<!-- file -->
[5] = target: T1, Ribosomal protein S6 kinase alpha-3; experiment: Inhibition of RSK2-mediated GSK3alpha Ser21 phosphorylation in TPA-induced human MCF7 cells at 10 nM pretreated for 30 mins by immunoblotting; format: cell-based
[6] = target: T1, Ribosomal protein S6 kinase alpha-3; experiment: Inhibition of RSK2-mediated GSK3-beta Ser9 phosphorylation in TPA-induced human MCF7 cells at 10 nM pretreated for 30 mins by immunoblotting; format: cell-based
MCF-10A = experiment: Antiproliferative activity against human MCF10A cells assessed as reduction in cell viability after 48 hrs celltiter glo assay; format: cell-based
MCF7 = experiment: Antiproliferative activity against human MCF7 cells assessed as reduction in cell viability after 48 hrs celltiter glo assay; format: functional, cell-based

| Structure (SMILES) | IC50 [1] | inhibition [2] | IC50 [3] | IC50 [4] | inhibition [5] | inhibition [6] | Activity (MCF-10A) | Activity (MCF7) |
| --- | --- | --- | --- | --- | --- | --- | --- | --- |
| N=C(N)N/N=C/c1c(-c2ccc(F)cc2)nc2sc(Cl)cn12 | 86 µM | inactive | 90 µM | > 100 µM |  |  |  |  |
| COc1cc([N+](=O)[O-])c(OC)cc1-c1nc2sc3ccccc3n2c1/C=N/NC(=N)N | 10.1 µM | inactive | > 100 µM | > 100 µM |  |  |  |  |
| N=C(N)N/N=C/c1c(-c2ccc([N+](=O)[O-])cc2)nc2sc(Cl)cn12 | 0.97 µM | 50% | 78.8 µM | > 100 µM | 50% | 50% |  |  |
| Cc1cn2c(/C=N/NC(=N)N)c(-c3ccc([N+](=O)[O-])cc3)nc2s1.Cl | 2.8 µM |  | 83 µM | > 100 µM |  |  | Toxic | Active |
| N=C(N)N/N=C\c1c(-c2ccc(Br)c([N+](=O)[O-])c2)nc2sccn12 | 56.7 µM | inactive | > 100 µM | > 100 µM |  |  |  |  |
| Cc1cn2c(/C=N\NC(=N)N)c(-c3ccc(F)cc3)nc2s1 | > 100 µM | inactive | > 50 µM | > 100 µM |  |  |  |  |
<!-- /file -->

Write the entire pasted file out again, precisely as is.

[5] = target: T1, Ribosomal protein S6 kinase alpha-3; experiment: Inhibition of RSK2-mediated GSK3alpha Ser21 phosphorylation in TPA-induced human MCF7 cells at 10 nM pretreated for 30 mins by immunoblotting; format: cell-based
[6] = target: T1, Ribosomal protein S6 kinase alpha-3; experiment: Inhibition of RSK2-mediated GSK3-beta Ser9 phosphorylation in TPA-induced human MCF7 cells at 10 nM pretreated for 30 mins by immunoblotting; format: cell-based
MCF-10A = experiment: Antiproliferative activity against human MCF10A cells assessed as reduction in cell viability after 48 hrs celltiter glo assay; format: cell-based
MCF7 = experiment: Antiproliferative activity against human MCF7 cells assessed as reduction in cell viability after 48 hrs celltiter glo assay; format: functional, cell-based

| Structure (SMILES) | IC50 [1] | inhibition [2] | IC50 [3] | IC50 [4] | inhibition [5] | inhibition [6] | Activity (MCF-10A) | Activity (MCF7) |
| --- | --- | --- | --- | --- | --- | --- | --- | --- |
| N=C(N)N/N=C/c1c(-c2ccc(F)cc2)nc2sc(Cl)cn12 | 86 µM | inactive | 90 µM | > 100 µM |  |  |  |  |
| COc1cc([N+](=O)[O-])c(OC)cc1-c1nc2sc3ccccc3n2c1/C=N/NC(=N)N | 10.1 µM | inactive | > 100 µM | > 100 µM |  |  |  |  |
| N=C(N)N/N=C/c1c(-c2ccc([N+](=O)[O-])cc2)nc2sc(Cl)cn12 | 0.97 µM | 50% | 78.8 µM | > 100 µM | 50% | 50% |  |  |
| Cc1cn2c(/C=N/NC(=N)N)c(-c3ccc([N+](=O)[O-])cc3)nc2s1.Cl | 2.8 µM |  | 83 µM | > 100 µM |  |  | Toxic | Active |
| N=C(N)N/N=C\c1c(-c2ccc(Br)c([N+](=O)[O-])c2)nc2sccn12 | 56.7 µM | inactive | > 100 µM | > 100 µM |  |  |  |  |
| Cc1cn2c(/C=N\NC(=N)N)c(-c3ccc(F)cc3)nc2s1 | > 100 µM | inactive | > 50 µM | > 100 µM |  |  |  |  |